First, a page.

Arthur Lyem Jr. loved to take pictures and left behind a whole shoebox full of them when he died. The shoebox turned up in a pile of free stuff at ReCycle North. Jason Cooley found them and took them home. A Burlington musician, Cooley was looking for a cheap couch, but says the box of snapshots was a more exciting find -- "better than finding money, almost," he says as he digs through the box to show off his favorites.
Don't be surprised if you've never heard of Arthur Lyem Jr. He's not a famous photographer. Cooley didn't snag some multi-million-dollar lost archive; it's just a box of pictures that no one else wanted. The pictures aren't even that great -- mostly they memorialize covered bridges, provincial country music singers and Lyem's living room. But it's their unpolished and unprofessional quality that attracts Cooley -- it's what compels him to collect other people's snapshots, notes and quirky lost-pet fliers. In other words, junk. In an age of vast cultural manipulation, from digitally altered news photos to heavily edited "reality" TV, found objects like Lyem's photos offer a rare dose of authenticity.
Found stuff is hip. Take, for example, last year's French film Amelie, in which the heroine's love interest collects discarded headshots from beneath photo booths, or the popular NPR segment "Lost and Found Sound." Better yet, witness the response to writer Davy Rothbart's DIY creation, Found Magazine, a delightfully unslick collection of insightful American ephemera. Rothbart has only printed two issues and already he and his "trashy" rag have been profiled in GQ, Spin, The Washington Post, and U.S. News & World Report.
The 26-year-old Ann Arbor, Michigan, native is currently touring the country, hosting Found parties where local finders get a chance to show and tell. Next Tuesday, November 5, he'll be at Radio Bean in Burlington, gathering material and promoting his Found philosophy.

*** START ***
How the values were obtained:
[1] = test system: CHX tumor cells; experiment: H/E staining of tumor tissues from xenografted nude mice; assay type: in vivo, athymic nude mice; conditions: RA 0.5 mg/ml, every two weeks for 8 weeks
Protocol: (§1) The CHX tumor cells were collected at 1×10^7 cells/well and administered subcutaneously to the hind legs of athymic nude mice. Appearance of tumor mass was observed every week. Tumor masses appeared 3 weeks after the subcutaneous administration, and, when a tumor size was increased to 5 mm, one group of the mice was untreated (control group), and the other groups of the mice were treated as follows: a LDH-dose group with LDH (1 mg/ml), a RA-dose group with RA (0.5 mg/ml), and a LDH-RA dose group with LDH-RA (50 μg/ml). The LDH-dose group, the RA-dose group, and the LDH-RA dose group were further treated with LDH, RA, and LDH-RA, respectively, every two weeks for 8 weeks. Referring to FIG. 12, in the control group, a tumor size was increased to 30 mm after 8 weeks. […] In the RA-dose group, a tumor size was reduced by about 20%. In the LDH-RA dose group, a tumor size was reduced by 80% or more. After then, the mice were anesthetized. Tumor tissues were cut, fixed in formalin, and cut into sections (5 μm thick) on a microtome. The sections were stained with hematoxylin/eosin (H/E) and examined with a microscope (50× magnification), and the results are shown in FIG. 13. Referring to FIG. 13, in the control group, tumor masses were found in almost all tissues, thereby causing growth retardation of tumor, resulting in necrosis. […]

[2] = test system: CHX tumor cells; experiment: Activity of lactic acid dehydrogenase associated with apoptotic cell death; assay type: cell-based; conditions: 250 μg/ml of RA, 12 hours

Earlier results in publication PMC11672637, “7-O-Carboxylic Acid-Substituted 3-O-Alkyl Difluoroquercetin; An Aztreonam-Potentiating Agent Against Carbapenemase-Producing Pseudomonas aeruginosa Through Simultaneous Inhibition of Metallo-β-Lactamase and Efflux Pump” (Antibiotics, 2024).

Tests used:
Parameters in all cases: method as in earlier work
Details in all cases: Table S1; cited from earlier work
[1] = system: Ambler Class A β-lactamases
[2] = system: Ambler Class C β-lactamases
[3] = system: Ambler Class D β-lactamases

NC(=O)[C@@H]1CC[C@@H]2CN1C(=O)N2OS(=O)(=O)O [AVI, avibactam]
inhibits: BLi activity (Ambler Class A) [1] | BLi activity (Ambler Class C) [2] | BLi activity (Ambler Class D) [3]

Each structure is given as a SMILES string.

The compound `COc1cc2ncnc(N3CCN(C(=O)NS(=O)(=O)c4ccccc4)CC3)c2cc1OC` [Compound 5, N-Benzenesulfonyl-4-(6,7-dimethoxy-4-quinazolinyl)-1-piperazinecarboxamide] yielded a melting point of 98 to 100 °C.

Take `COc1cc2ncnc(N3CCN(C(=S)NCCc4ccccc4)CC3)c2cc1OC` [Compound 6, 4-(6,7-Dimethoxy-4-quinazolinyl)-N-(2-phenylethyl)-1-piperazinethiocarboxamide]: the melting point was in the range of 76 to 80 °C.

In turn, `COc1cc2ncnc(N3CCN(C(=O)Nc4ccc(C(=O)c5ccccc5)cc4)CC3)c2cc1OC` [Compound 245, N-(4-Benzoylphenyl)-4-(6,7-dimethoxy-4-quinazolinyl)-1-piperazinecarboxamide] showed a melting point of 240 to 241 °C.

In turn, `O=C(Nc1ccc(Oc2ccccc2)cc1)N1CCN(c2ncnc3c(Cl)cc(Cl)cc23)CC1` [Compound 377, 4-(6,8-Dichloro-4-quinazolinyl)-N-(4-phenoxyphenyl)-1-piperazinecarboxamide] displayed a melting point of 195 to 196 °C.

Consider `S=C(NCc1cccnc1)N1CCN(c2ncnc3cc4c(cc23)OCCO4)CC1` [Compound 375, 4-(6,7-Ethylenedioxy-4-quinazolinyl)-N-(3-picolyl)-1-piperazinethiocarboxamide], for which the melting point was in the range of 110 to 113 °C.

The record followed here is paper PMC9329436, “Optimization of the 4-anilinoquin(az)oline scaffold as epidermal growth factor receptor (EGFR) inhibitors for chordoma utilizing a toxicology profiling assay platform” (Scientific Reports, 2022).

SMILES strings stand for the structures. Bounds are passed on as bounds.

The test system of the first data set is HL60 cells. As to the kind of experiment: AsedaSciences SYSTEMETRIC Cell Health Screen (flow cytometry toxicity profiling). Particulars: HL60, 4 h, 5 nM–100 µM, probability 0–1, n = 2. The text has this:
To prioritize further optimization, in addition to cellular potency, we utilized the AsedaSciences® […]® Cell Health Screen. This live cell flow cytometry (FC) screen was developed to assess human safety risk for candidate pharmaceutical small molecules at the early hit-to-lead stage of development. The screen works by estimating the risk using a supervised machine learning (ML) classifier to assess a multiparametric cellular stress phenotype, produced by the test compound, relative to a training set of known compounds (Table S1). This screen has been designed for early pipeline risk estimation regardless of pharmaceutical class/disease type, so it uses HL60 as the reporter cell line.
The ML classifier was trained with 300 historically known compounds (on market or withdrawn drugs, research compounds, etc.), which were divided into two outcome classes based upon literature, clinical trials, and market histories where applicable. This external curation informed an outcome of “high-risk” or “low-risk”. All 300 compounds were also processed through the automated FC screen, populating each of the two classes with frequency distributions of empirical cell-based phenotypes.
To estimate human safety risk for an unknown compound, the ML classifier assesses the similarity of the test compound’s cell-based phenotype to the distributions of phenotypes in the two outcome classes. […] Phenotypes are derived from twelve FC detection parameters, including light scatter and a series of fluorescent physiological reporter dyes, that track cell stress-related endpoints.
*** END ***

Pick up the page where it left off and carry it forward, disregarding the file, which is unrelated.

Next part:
Rothbart started collecting found stuff after plucking a note from his windshield in Chicago that was obviously meant for someone else. The note appears in Found Magazine #1. "Mario, I fucking hate you," writes "Amber." "You said you had to work then whys your car HERE at HER place?? You're a fucking LIAR...I hate you...PS Page me later." It's Amber's "sweet coda, 'page me later,'" that makes this note so memorable, Rothbart writes.
In a phone interview before the start of his tour, Rothbart explains that this first bizarre find inspired him to begin noticing others. "Really, it's amazing how fully you can get a sense of someone from a note," he says. "A note could be three-fourths of a page long, and you can still get a feel for someone, what's in their minds, what's in their hearts."
After visiting some friends and observing their fascination with self-published zines, Rothbart decided to try displaying his finds in his own magazine. Using cash he had stashed away during his career as a Chicago Bulls ticket scalper -- you may have heard him recount his exploits on this week's edition of "This American Life" on public radio -- Rothbart printed 800 copies of Found. He quickly sold out. Sixteen thousand copies later, he admits he stumbled onto something he hadn't anticipated: a community of finders eager to share their treasures.